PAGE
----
The Edmond Sun

Opinion

May 20, 2014

South Africans unite aside race boundaries

Soweto, South Africa — The people crowding the streets of downtown Oklahoma City in commemoration of the Oklahoma City Thunder’s recent triumph over the Los Angeles Clippers were similar to the jubilant crowds that filled the streets of Johannesburg and Soweto, South Africa, when that nation’s rugby team defeated the national team of New Zealand for the World Rugby Cup in 1995.

The story of that contest and how it transformed South Africa is set forth in the recently published “Knowing Mandela, a Personal Portrait” by journalist John Carlin.

The author details how bitterness and suspicion divided black and white South Africans when apartheid officially ended in 1994 and Nelson Mandela was elected that nation’s first black president. Mandela had been imprisoned by the South African government in 1964 and was not released until 1990.

Traditionally, the black population supported soccer teams while white South Africans followed the national rugby team, the Springboks. Many black South Africans would cheer for the team that was playing the Springboks. But Mandela saw a chance to use the rugby team, which was overwhelmingly white, as a way to bring all South Africans together. He began by  arranging to have the World Cup Games to be held in South Africa in 1995. He later met with the young white man who was captain of the team, Francois Pienaar, and urged him and his teammates to reach out to black South Africans by appearing in the black townships and coaching young people there in the sport.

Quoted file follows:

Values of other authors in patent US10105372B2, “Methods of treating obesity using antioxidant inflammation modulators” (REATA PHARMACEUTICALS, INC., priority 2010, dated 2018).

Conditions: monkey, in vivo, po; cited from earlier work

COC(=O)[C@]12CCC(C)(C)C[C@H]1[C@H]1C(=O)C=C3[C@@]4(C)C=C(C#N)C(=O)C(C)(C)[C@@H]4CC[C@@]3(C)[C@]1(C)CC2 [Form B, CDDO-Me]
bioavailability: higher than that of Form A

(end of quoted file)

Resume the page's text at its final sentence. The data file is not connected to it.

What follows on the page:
Prior to the game with Australia, Mandela came to the Springbok’s training camp and told the players that “You now have the opportunity of serving South Africa and uniting our people. Remember, all of us, black and white are behind you.”

The Springboks defeated Australia and met the New Zealand team on the field in a stadium in Johannesburg that was filled with white spectators. Nelson Mandela came onto the field wearing the green jersey and green cap of the Springbok team and the crowd began to cheer him and call his name.  

Carlin quotes Pienaar as saying that it was an almost magical moment in which everyone in the stadium and those watching it on television realized that all South Africans regardless of race were united as one people.

When the Springboks won, jubilant crowds of both black and white people celebrated the victory in the streets.  

Carlin also details how on several different occasions, when it appeared possible that a civil war would break out in South Africa, Mandela managed to work with all the diverse stakeholders there to avoid such a catastrophe.

When black leader Chris Hani was assassinated, Mandela went on national television and called for everyone to remain calm and talked of how the assassin had been captured by police because a white woman had written down the license number of his car and gave it to the authorities.